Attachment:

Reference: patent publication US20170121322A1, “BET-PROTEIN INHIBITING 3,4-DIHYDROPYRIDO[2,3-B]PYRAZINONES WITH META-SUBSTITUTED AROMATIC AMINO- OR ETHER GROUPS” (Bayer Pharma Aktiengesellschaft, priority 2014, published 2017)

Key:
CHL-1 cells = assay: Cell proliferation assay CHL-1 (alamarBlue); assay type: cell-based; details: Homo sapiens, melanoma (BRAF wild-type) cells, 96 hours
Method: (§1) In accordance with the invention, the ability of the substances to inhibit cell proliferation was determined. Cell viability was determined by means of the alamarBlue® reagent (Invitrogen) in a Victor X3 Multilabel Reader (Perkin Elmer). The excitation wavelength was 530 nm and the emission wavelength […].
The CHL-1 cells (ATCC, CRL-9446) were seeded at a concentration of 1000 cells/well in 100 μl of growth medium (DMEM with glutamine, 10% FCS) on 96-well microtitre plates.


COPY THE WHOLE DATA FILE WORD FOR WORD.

Reference: patent publication US20170121322A1, “BET-PROTEIN INHIBITING 3,4-DIHYDROPYRIDO[2,3-B]PYRAZINONES WITH META-SUBSTITUTED AROMATIC AMINO- OR ETHER GROUPS” (Bayer Pharma Aktiengesellschaft, priority 2014, published 2017)

Key:
CHL-1 cells = assay: Cell proliferation assay CHL-1 (alamarBlue); assay type: cell-based; details: Homo sapiens, melanoma (BRAF wild-type) cells, 96 hours
Method: (§1) In accordance with the invention, the ability of the substances to inhibit cell proliferation was determined. Cell viability was determined by means of the alamarBlue® reagent (Invitrogen) in a Victor X3 Multilabel Reader (Perkin Elmer). The excitation wavelength was 530 nm and the emission wavelength […].
The CHL-1 cells (ATCC, CRL-9446) were seeded at a concentration of 1000 cells/well in 100 μl of growth medium (DMEM with glutamine, 10% FCS) on 96-well microtitre plates.